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In the final installment of a WorldFocus series entitled “Obama and theWorld,” Daljit Dhaliwal speaks with Adam Segal, senior fellow at theCouncil on Foreign Relations and John Delury, associate director of theCenter for U.S.-China Relations at the Asia Society about Sino-American relations. Both expertsagreed that the “China threat” has been widely over-exaggerated andthat the world’s most populous nation still has many weaknesses.However both also agree that these weaknesses will not stop thejuggernaut from rapidly growing.

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The US is endorsing a plan to provide financial incentives to AfghanTaliban fighters to stop fighting and work with the government inKabul. For President Barack Obama, the plan appears to be an off-rampin an increasingly unpopular war, though paying off the Taliban won’tnecessarily go over well with Americans. Al Jazeera’s Rosiland Jordanreports.

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Secretary of State Hillary Rodham Clinton speaks at L’Ecole Militairein Paris about the future of European security and the United States’role in achieving a secure Europe. Clinton says that the U.S. willcontinue to station troops and build missile defense architecture inEurope. The secretary also had strong words for Russia, admonishing anyspheres of influence Moscow may be trying perpetrate. Click here for a full transcript of her remarks.

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WorldFocus’ Daljit Dhaliwal talks with Vladimir Lensky of Russia’sChannel One and former Soviet foreign ministry official SergeyShestakov. Both Lensky and Shestakov say that though Russia and theU.S. have yet to reach a final decision on a post-START treaty,relations are much more amicable now than they have been in recenthistory. Regarding Russia’s neighbors, Shestakov says “influence is thename of the game.” And as far as Russia backing international sanctionsagainst Iran, Shestakov says observers should take a wait and seeapproach as Moscow is being very “opportunistic” with respect tomounting tensions.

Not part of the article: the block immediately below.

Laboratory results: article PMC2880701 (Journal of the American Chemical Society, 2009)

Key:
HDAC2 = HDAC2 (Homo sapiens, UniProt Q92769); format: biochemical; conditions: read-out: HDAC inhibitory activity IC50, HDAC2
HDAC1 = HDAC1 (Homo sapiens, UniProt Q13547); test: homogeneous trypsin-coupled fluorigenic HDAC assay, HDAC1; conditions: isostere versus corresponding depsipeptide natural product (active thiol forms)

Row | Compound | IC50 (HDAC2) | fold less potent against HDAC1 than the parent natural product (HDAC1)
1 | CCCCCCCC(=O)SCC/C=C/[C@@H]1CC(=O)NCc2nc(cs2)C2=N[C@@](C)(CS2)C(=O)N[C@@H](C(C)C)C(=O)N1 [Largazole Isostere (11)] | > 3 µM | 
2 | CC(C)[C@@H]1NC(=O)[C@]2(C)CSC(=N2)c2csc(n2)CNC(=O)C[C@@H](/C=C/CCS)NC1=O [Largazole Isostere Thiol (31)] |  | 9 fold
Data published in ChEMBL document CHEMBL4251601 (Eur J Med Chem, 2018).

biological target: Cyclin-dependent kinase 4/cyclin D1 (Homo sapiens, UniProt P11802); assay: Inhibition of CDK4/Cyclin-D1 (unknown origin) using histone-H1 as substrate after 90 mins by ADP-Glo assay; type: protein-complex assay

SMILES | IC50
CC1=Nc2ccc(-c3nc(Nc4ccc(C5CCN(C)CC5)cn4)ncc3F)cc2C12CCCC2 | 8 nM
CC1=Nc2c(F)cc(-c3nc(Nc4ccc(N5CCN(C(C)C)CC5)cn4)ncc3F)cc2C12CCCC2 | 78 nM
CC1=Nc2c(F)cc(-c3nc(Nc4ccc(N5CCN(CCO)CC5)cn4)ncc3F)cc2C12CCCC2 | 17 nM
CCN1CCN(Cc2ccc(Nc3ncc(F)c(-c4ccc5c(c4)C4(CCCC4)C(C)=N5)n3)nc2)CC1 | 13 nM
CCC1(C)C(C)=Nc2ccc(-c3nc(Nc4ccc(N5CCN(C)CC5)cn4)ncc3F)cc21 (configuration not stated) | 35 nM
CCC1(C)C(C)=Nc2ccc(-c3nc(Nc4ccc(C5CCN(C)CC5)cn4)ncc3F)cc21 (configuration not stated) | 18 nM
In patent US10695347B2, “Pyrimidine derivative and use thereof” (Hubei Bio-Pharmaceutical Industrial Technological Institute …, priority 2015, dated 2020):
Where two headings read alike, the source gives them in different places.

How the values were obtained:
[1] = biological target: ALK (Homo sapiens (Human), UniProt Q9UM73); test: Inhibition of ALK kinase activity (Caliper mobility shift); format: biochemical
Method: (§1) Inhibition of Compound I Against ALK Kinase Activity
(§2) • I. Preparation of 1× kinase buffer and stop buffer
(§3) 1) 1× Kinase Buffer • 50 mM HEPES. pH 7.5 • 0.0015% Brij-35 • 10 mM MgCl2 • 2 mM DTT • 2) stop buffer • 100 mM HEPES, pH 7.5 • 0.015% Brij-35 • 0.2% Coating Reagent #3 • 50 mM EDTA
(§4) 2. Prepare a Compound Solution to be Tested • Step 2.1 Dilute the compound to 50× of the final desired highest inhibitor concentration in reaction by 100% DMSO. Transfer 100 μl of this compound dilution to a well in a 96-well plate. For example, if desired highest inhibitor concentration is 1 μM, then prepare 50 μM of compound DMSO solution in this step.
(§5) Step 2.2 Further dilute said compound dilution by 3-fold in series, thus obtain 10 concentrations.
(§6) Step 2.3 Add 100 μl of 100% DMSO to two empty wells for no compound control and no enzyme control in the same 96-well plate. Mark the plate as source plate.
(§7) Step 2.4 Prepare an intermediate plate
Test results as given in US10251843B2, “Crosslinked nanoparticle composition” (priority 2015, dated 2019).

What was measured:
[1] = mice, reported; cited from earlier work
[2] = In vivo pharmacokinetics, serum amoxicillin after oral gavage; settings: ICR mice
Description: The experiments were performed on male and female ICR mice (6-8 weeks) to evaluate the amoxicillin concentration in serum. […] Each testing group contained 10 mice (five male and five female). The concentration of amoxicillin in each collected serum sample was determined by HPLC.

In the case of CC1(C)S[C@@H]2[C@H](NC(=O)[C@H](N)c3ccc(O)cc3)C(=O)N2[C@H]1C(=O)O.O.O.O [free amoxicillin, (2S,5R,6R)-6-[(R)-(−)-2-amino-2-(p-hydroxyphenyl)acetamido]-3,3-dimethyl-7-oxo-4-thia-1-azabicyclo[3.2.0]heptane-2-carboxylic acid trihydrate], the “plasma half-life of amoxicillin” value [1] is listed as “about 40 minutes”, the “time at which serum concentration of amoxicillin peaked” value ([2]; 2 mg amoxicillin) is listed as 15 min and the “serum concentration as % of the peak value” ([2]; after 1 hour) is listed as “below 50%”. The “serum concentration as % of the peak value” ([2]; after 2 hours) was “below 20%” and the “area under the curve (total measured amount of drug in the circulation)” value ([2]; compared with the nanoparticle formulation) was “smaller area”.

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Afghan President Hamid Karzai spoke about Afghan leadership andownership at the opening of the Afghanistan Conference in London.Karzai touched on his much publicized plan to re-integrate fellowAfghans into the government and mainstream society and applauded theefforts of the UN to take some Taliban members off of their blacklist.Karzai also said that Afghanistan is “looking forward to free and fairparliamentary elections,” continuing that the government plans to workwith the international community to prevent irregularities at the polls.

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Marcus Mabry, international business editor of The New York Times, andJohn Authers, the investment editor for the Financial Times, talk toWorldFocus’ Daljit Dhaliwal about the impact of U.S. economic policiesoverseas, the risk of inflation in China, the fate of Japan’s economyand recovery efforts across Europe. Mabry says that though the UnitedStates has historically been the driver of the global economy,developing countries, in particular China, will have to begin to pickup the slack. Authers says eradicating severe unemployment will be key to economic progress.

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Al Jazeera is reporting that secret talks among Taliban leadershas taken place in the Maldives. The meeting coincides with AfghanPresident Hamid Karzai’s introduction of a re-integration plan forTaliban fighters. The meeting, which sought to find a third solutionsomewhere between armed conflict and foreign occupation, took placewhile the U.N. removed some Taliban leaders from their blacklist. AlJazeera’s David Chater reports.

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WorldFocus interviews Ahmad Kamal, Pakistan’s former Ambassador to theUnited Nations, and Hassan Abbas, a former Pakistani governmentofficial who is now with the Asia Society. The two experts say thoughU.S. foreign policy toward Afghanistan and Pakistan is still rooted inthe military approach of the Bush Doctrine, it is evolving in the rightdirection. Kamal says that a Taliban power-sharing approach is anecessary avenue to explore. He also adds that U.S. drones are moreharmful than helpful as the collateral damage they cause breeds disdainfor coalition forces.